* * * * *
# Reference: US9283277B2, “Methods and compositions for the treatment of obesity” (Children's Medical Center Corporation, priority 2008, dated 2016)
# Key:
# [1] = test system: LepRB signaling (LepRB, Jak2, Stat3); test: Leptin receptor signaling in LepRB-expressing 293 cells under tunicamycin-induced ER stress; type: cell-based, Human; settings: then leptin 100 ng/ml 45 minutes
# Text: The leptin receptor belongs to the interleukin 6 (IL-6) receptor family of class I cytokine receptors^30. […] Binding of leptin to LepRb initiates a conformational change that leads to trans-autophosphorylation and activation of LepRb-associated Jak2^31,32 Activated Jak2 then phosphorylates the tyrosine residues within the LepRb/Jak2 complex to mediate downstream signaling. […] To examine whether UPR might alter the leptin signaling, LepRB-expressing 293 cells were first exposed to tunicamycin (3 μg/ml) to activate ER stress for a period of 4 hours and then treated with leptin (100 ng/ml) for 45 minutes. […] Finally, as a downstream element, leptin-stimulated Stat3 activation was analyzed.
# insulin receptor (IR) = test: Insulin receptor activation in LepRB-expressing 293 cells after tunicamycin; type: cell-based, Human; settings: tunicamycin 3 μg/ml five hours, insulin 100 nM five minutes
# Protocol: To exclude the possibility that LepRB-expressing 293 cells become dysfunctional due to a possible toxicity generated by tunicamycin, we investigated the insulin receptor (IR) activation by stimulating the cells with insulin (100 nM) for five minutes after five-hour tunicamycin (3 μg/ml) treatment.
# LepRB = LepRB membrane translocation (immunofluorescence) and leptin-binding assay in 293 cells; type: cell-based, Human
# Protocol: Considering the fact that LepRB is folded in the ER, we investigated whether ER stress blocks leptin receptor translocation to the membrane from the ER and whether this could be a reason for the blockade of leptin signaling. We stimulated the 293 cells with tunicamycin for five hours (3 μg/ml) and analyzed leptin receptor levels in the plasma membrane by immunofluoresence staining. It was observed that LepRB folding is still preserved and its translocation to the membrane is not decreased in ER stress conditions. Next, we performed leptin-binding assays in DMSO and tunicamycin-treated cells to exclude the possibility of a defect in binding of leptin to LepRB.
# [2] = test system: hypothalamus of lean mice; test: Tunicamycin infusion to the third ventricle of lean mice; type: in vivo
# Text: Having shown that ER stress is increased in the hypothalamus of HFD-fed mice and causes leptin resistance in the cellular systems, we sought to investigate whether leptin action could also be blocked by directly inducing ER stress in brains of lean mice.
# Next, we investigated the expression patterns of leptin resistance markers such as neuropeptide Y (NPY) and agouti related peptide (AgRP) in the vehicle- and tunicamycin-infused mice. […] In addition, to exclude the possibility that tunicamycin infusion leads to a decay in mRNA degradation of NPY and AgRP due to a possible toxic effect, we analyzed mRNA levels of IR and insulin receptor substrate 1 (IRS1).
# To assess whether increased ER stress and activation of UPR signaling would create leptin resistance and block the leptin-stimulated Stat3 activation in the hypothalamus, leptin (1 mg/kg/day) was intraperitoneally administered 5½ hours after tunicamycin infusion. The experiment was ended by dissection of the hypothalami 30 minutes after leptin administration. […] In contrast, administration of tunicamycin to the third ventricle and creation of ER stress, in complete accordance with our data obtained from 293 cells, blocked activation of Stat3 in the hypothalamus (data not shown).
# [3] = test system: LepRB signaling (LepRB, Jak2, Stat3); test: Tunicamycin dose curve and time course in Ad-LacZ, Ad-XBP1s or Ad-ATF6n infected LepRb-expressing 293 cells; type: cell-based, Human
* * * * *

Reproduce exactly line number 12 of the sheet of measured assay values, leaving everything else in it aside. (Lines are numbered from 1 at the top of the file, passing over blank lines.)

# To assess whether increased ER stress and activation of UPR signaling would create leptin resistance and block the leptin-stimulated Stat3 activation in the hypothalamus, leptin (1 mg/kg/day) was intraperitoneally administered 5½ hours after tunicamycin infusion. The experiment was ended by dissection of the hypothalami 30 minutes after leptin administration. […] In contrast, administration of tunicamycin to the third ventricle and creation of ER stress, in complete accordance with our data obtained from 293 cells, blocked activation of Stat3 in the hypothalamus (data not shown).